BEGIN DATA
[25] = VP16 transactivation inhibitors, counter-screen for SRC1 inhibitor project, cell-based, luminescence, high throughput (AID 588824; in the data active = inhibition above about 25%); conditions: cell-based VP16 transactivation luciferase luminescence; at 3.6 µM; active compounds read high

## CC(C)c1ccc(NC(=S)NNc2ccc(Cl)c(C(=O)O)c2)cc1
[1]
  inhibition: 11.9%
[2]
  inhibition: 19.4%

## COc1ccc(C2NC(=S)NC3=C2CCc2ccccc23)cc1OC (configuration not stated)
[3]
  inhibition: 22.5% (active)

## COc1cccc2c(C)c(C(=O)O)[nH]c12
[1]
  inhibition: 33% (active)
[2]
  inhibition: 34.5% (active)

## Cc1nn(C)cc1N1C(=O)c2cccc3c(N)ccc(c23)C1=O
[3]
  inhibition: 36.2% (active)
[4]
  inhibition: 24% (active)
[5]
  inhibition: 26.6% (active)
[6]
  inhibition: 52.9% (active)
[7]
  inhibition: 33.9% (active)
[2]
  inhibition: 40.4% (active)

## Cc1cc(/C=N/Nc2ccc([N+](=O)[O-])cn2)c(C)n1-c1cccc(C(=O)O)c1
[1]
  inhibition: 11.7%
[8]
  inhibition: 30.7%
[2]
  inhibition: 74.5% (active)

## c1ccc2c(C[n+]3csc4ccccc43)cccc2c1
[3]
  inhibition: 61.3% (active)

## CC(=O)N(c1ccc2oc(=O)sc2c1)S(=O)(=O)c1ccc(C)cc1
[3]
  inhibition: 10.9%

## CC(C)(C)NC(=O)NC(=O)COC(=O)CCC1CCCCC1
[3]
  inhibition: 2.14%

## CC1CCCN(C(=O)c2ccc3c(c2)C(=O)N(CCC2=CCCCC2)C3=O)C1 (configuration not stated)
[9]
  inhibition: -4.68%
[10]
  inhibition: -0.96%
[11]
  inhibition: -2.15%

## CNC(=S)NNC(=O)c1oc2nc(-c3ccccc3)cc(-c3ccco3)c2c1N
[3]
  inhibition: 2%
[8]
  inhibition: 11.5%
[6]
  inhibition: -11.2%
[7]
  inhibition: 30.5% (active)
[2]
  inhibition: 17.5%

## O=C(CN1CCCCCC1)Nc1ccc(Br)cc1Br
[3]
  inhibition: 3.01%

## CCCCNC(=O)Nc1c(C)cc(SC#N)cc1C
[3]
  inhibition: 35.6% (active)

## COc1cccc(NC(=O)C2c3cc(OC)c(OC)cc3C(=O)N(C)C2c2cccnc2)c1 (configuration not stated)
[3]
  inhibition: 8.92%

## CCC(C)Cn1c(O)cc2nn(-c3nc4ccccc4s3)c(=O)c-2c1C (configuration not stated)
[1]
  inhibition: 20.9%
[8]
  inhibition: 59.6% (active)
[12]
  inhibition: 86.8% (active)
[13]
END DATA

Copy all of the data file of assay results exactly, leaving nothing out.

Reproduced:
[25] = VP16 transactivation inhibitors, counter-screen for SRC1 inhibitor project, cell-based, luminescence, high throughput (AID 588824; in the data active = inhibition above about 25%); conditions: cell-based VP16 transactivation luciferase luminescence; at 3.6 µM; active compounds read high

## CC(C)c1ccc(NC(=S)NNc2ccc(Cl)c(C(=O)O)c2)cc1
[1]
  inhibition: 11.9%
[2]
  inhibition: 19.4%

## COc1ccc(C2NC(=S)NC3=C2CCc2ccccc23)cc1OC (configuration not stated)
[3]
  inhibition: 22.5% (active)

## COc1cccc2c(C)c(C(=O)O)[nH]c12
[1]
  inhibition: 33% (active)
[2]
  inhibition: 34.5% (active)

## Cc1nn(C)cc1N1C(=O)c2cccc3c(N)ccc(c23)C1=O
[3]
  inhibition: 36.2% (active)
[4]
  inhibition: 24% (active)
[5]
  inhibition: 26.6% (active)
[6]
  inhibition: 52.9% (active)
[7]
  inhibition: 33.9% (active)
[2]
  inhibition: 40.4% (active)

## Cc1cc(/C=N/Nc2ccc([N+](=O)[O-])cn2)c(C)n1-c1cccc(C(=O)O)c1
[1]
  inhibition: 11.7%
[8]
  inhibition: 30.7%
[2]
  inhibition: 74.5% (active)

## c1ccc2c(C[n+]3csc4ccccc43)cccc2c1
[3]
  inhibition: 61.3% (active)

## CC(=O)N(c1ccc2oc(=O)sc2c1)S(=O)(=O)c1ccc(C)cc1
[3]
  inhibition: 10.9%

## CC(C)(C)NC(=O)NC(=O)COC(=O)CCC1CCCCC1
[3]
  inhibition: 2.14%

## CC1CCCN(C(=O)c2ccc3c(c2)C(=O)N(CCC2=CCCCC2)C3=O)C1 (configuration not stated)
[9]
  inhibition: -4.68%
[10]
  inhibition: -0.96%
[11]
  inhibition: -2.15%

## CNC(=S)NNC(=O)c1oc2nc(-c3ccccc3)cc(-c3ccco3)c2c1N
[3]
  inhibition: 2%
[8]
  inhibition: 11.5%
[6]
  inhibition: -11.2%
[7]
  inhibition: 30.5% (active)
[2]
  inhibition: 17.5%

## O=C(CN1CCCCCC1)Nc1ccc(Br)cc1Br
[3]
  inhibition: 3.01%

## CCCCNC(=O)Nc1c(C)cc(SC#N)cc1C
[3]
  inhibition: 35.6% (active)

## COc1cccc(NC(=O)C2c3cc(OC)c(OC)cc3C(=O)N(C)C2c2cccnc2)c1 (configuration not stated)
[3]
  inhibition: 8.92%

## CCC(C)Cn1c(O)cc2nn(-c3nc4ccccc4s3)c(=O)c-2c1C (configuration not stated)
[1]
  inhibition: 20.9%
[8]
  inhibition: 59.6% (active)
[12]
  inhibition: 86.8% (active)
[13]